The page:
The EU's Scientific Committee on Consumer Safety (SCCS) recently released the 12th revision to its Notes of Guidance (NoG) for cosmetics and cosmetic ingredient testing; the previous revision to the NoGs took place in 2021. Per the SCCS, the NoGs are designed to direct public authorities and the cosmetic industry in order to improve harmonized compliance with the current cosmetic EU legislation.
The guides are regularly revised to incorporate the progress of scientific knowledge in general and the experience gained particularly in the field of testing and safety evaluation of cosmetic ingredients. While the guides are focused on cosmetic ingredients, some indirect guidance is given for the safety assessment of finished products as well.
Cosmetic legislation Regulation (EC) No. 1223/2009 was fully implemented in recent years, banning animal testing for cosmetics. As such, the SCCS reports it has closely followed the development and validation of alternative testing methods with an emphasis on replacement methodologies.
11 Changes in the 12th NoGs Revision
Changes to the NoGs focus not on only on animal testing alternatives, but also consider exposure data and testing, sun protection, CMRs, endocrine disruptors and more. The following is an overview of the 11 main changes; additional details are provided in the full 203-page document.
- Emphasis was made on the importance of systematic literature review.
- Animal-free alternative methods were updated: New Approach Methodology (NAM) changes were introduced for acute inhalation, skin irritation testing, eye irritation testing with Defined Approach for eye irritation Liquid (DAL) and Defined Approaches for Skin Sensitization (DASS); and new in vitro methods for genotoxicity testing (3D skin Comet; in vitro micronucleus).
- The importance of an Adverse Outcome Pathway (AOP), Defined Approaches (DAs), Integrated Approaches to Testing and Assessment (IATA), Next Generation Risk Assessment (NGRA) with definition of Bioactivity/Exposure Ratio (BER), Threshold of Toxicological Concern (TTC) and internal TTC (iTTC) were emphasized.
- In silico prediction possibilities were updated.
- Exposure data was reviewed; e.g., models, parameters specific for inhalation, aggregate exposure.
- Exposure of children to different cosmetic product categories according to age was considered.
- Sun protection by sunscreen products and the rationale behind exposure data was emphasized.
- Human biomonitoring (HBM) and differences with SCCS approaches for risk assessment were considered.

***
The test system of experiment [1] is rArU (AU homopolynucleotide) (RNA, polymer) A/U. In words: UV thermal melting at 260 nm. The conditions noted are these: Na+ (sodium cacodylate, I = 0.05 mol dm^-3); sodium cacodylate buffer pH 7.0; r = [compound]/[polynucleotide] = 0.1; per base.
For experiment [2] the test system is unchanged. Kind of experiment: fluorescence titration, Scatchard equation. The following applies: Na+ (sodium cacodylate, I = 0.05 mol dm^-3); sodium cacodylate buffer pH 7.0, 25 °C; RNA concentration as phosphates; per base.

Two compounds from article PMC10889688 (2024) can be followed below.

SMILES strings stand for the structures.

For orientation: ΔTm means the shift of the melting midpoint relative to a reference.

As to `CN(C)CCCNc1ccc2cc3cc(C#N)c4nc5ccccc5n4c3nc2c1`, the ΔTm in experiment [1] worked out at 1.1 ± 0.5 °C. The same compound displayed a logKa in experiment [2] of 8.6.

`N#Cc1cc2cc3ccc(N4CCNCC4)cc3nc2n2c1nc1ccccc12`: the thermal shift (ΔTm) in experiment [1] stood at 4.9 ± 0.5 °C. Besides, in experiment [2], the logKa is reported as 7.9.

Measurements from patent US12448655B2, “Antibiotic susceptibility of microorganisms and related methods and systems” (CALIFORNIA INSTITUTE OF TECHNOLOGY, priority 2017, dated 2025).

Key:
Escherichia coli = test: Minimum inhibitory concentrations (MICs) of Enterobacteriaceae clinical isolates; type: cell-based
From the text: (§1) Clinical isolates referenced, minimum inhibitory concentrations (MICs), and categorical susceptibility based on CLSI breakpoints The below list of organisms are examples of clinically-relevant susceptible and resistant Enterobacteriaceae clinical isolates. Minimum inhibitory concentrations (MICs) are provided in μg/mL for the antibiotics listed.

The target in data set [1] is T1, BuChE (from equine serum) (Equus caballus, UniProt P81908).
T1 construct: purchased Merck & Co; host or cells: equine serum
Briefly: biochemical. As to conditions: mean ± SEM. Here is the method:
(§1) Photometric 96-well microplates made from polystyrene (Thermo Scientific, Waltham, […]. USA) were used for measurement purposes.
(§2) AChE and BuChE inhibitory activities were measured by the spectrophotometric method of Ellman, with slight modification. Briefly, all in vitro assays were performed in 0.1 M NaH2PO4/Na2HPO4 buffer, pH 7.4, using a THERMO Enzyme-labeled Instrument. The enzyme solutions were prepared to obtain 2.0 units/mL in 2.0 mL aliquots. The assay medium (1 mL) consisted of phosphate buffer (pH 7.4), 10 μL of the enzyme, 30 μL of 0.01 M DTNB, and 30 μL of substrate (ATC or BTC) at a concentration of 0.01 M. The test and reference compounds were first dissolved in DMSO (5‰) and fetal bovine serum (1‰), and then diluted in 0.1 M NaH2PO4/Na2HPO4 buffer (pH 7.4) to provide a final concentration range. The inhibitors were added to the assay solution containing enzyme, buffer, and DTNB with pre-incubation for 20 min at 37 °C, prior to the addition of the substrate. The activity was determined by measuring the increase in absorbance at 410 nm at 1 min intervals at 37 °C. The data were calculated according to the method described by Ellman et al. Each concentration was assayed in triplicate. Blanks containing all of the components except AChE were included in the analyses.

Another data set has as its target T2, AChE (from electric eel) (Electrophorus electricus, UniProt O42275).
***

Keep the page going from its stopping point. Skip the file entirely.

- CMRs reporting requirements were revisited.
- Endocrine active substances, the introduction of non-monotonic dose response and reporting requirements were emphasized.
- Templates for Physiologically Based ToxicoKinetics (PBTK) model description and parameter verification and analysis were considered.
A Note on Nanomaterials
In relation in its Nano and Other Emerging Chemical Technologies blog, legal firm JD Supra highlighted the 12th revision changes to the NoGs pertaining to nanomaterials as follows:
Nanomaterial = intentionally produced: Per Article 2(1)(k) of the Cosmetic Regulation, nanomaterial means "an insoluble or bio-persistent and intentionally manufactured material with one or more external dimensions, or an internal structure, on the scale from 1 to 100 nm.” The blog underscores that according to the NoGs, “[t]he Regulation therefore mainly covers those nanomaterials that are intentionally produced and are insoluble/poorly soluble or biopersistent (e.g., metals, metal oxides, carbon materials, etc.), and not those that are either completely soluble or degraded and are not persistent in biological systems (e.g., liposomes, oil/water emulsions, etc.).”
Testing nanomaterials: Also per the NoGs, "In general, a number of reviews have concluded that the existing risk assessment paradigm, in use for conventional chemicals, should in principle be also applicable to engineered nanomaterials. However, it has also been pointed out that the current testing methods may need certain adaptations to take account of the special features of nanomaterials.”
Nanomaterial information requirements: Finally, in addition to safety data on the core nanomaterial, the SCCS would also minimally require:
- Information/data on each material used for surface modification/coating of the nanomaterial to indicate it is safe for use in the intended cosmetic product;
- Data on the physicochemical properties of the surface-modified/coated nanomaterial to show they have not significantly changed compared with either the same material when uncoated, or with a different surface modification/coating that has already been deemed safe by SCCS;
- Data on dermal penetration, stability of the surface modification/coating and (photo)catalytic activity, where relevant; and
- Data on the interaction of nanomaterials with cells (cellular uptake).